The Advantages of Mentorship Part II – Strategies for Starting and Maintaining

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The Advantages of Mentorship Part II – Strategies for Starting and Maintaining

Advantages of yoga instruction from a mentorBy Kathryn Boland

In the first post of this series, I described some advantages of seeking mentorship as a yoga instructor, and/or offering your services as a mentor to another budding instructor. Some of you dearest readers might have wondered how you can offer time, energy, and mental space to that endeavor – given how you already likely juggle several important and demanding things such as your existing yoga teaching and practice life, family and other social life, other jobs, perhaps even higher education and/or service work – and oh yes, taking care of yourself, remember that one? Below I offer some ideas for incorporating mentorship into what you already likely do as an instructor and practitioner.

1)    If you are a young and “green” (so to speak) teacher, seek the guidance of more experienced teachers through taking their classes and asking any questions afterwards. After almost every yoga class that I have ever taken, instructors have said some variation of “I’ll be sticking around for a little while, so if you have any questions, comments, or concerns, and I’ll be happy to talk for a bit.” As you begin to develop stronger relationships with certain teachers through becoming a regular student of theirs, ask if they might benefit from you “assisting” their classes. If you’ve been a diligently practicing student, they will likely have noticed – and appreciated – your practice skills, knowledge, and dependability. Most teachers are more than glad to have an extra demonstrator or pair of hands to make physical modifications, I’ll warrant.

2)    It can help to connect in an atmosphere apart from the studio, with casual atmospheres helping some to be more genuine and open (dropping that sometimes artificial “yoga teacher uniform” that some of us don, for instance). If you are like one of those budding young students above, ask if that senior and respected teacher might be available to catch a cup of tea with you after a class of theirs that you might regularly attend. Even if he or she only has a half-hour to offer, what you might learn in that half-hour could be invaluable to your own instructor knowledge and development.

3)    If you are among a group of teachers in a private studio or other yoga-offering institution (such a gym/fitness center), to obtain similar advantages you could organize a weekly, bi-weekly, or monthly similar meeting over tea – or perhaps a potluck, with rotating host responsibilities (according to everyone’s availabilities and interests). In my experience, people are more than happy to come and share their views in a welcoming and collaborative atmosphere (and the incentives of food and drink never hurt). What your “team” of teachers could envision together then could be indispensable for what you all could then offer your students, as well as yourselves as instructors.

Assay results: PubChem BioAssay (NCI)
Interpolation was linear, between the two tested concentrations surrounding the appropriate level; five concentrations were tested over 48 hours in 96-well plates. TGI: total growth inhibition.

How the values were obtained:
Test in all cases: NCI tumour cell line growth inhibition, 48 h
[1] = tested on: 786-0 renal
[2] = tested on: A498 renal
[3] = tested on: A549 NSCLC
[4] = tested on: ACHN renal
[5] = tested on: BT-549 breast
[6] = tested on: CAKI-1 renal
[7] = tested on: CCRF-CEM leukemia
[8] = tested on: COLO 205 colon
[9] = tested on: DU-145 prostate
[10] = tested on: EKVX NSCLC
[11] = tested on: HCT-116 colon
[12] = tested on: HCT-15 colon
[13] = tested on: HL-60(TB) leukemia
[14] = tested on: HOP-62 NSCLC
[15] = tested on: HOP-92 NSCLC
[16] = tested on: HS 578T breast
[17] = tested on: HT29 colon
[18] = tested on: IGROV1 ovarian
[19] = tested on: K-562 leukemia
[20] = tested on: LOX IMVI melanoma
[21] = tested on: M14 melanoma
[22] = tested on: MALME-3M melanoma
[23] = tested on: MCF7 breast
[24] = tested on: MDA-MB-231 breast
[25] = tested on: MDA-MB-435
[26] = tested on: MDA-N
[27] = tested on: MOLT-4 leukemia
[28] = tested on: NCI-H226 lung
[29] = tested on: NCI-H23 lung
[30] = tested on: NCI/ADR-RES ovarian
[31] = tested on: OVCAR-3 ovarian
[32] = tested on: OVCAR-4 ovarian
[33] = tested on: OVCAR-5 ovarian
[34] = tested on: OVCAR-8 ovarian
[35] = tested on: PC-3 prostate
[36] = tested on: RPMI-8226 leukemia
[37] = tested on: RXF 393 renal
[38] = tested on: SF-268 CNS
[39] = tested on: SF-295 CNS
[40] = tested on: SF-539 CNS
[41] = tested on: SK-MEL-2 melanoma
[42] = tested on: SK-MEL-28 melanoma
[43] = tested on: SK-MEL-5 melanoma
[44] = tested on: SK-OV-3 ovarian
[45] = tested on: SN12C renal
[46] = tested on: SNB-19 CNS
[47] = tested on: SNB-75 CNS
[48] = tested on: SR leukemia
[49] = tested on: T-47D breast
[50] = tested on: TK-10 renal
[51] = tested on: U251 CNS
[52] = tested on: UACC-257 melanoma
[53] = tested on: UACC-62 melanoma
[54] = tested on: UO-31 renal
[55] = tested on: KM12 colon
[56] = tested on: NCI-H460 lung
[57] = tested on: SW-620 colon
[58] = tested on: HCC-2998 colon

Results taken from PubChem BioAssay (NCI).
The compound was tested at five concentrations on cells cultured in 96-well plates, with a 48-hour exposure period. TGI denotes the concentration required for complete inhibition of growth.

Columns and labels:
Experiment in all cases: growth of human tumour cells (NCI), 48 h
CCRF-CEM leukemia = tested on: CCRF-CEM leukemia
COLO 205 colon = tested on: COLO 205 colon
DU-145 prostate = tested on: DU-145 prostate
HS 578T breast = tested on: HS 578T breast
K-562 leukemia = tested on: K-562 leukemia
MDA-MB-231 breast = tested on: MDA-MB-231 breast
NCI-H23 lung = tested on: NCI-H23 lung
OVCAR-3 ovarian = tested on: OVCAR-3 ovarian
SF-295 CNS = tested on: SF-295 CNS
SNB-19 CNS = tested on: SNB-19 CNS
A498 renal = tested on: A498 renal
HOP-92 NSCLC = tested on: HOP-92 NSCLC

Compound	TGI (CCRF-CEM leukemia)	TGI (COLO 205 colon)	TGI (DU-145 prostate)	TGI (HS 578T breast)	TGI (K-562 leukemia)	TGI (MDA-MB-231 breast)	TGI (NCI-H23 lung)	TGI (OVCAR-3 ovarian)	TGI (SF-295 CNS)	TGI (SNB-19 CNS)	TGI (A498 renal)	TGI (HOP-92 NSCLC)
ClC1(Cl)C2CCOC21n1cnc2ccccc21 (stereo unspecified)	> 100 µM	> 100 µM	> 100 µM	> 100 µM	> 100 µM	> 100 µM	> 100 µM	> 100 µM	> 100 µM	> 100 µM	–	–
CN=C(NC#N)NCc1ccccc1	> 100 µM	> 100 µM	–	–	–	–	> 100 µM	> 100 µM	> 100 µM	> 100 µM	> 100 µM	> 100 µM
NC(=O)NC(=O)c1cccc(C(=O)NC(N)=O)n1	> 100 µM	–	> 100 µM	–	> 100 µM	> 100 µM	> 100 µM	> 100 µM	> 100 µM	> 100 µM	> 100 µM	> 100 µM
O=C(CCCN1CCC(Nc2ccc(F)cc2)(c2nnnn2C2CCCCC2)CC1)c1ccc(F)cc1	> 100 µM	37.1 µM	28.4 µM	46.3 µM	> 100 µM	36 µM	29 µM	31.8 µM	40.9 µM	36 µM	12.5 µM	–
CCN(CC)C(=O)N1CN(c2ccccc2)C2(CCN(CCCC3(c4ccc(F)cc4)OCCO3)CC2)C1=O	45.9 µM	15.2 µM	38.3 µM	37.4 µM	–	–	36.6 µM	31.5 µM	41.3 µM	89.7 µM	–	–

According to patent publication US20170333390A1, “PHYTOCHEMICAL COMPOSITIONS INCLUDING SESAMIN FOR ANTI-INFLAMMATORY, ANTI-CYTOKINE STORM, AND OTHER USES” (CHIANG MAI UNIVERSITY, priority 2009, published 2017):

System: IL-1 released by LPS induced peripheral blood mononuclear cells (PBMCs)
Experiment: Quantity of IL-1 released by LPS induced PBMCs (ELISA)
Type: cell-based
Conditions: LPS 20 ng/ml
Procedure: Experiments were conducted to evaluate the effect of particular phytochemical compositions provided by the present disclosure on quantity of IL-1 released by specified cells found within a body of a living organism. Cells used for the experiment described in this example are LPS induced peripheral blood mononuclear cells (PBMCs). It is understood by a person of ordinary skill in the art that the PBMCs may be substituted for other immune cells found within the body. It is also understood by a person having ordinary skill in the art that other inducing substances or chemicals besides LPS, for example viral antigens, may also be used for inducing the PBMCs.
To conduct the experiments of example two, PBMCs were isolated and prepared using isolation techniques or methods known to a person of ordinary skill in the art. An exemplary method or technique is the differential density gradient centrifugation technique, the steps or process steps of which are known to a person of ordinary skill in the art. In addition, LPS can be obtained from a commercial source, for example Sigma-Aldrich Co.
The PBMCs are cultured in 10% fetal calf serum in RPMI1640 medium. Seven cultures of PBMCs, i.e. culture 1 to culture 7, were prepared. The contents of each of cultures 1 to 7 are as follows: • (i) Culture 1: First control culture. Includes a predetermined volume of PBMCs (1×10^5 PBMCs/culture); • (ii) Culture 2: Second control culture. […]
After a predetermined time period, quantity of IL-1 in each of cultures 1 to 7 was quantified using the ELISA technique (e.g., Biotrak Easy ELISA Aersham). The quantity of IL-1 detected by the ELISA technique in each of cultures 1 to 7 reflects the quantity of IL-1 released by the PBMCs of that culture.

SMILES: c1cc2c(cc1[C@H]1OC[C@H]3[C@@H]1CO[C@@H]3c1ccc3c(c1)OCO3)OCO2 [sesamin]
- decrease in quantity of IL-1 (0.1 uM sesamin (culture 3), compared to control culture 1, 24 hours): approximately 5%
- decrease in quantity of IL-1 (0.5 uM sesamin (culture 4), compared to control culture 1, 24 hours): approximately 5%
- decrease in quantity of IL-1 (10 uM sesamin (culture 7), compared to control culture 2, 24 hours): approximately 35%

4)    If you are an experienced teacher, and have the time and willingness, seek out any young students whom you might observe with those knowingly curious glances, good rapport with others in the yoga community, and rapidly strengthening asana practices – those and other signals of true instructor potential. The methods in which you can connect with and guide them are as described. I believe that all of us instructors have observed that our students can sometimes teach us more than we could ever teach them. Consistently acting in the even closer mentor-mentee relationship could only enhance that effect for mentors.

5)    If you might be interested in a certain population or style of yoga (such as the elderly, or Kundalini Yoga), seek out local offerings such as classes and experienced teachers in those areas (connecting with them as described above). If those do not exist in your locality, LinkedIn and similar professional networking sites can help you to connect with specific professionals knowledgeable and experienced in particular areas – and yoga is no exception. For instance, through LinkedIn I have connected with both Diana Ross, E-RYT (who specializes in yoga for breast cancer patients and survivors), and instructor John Groberg (creator of SpiralUp Yoga, a system of daily practice for those who find it difficult to maintain a consistent practice). I chose to connect with them because of my interest in their work and their populations of focus. They graciously offered their knowledge and well-wishes to me as a developing instructor, from which I gained concrete know-how and confidence.

As I see it, and which I have observed from direct experience, those small efforts can be more than well worth it. As fellow teachers, I would love to hear your suggestions pertaining to, challenges with, and other thoughts related to “supervision”/mentorship in yoga instruction – so please feel free to post your responses below.  Thank you for reading and sharing, and let’s keep the invaluable discussion going – for ourselves and for those whom we serve with our instruction! Namaste!

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3 Comments

  1. Masud Parvez March 4, 2015 at 12:56 am

    Consistently acting in the even closer mentor-mentee relationship could only enhance that effect for mentors. Thanks for sharing this valuable thinking.

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  3. Marry Wilson March 4, 2015 at 9:58 am

    If you are a young teacher, seek the guidance of more experienced teachers through taking their classes and asking any questions afterwards. Nice thinking! Thanks a lot for sharing this nice article.

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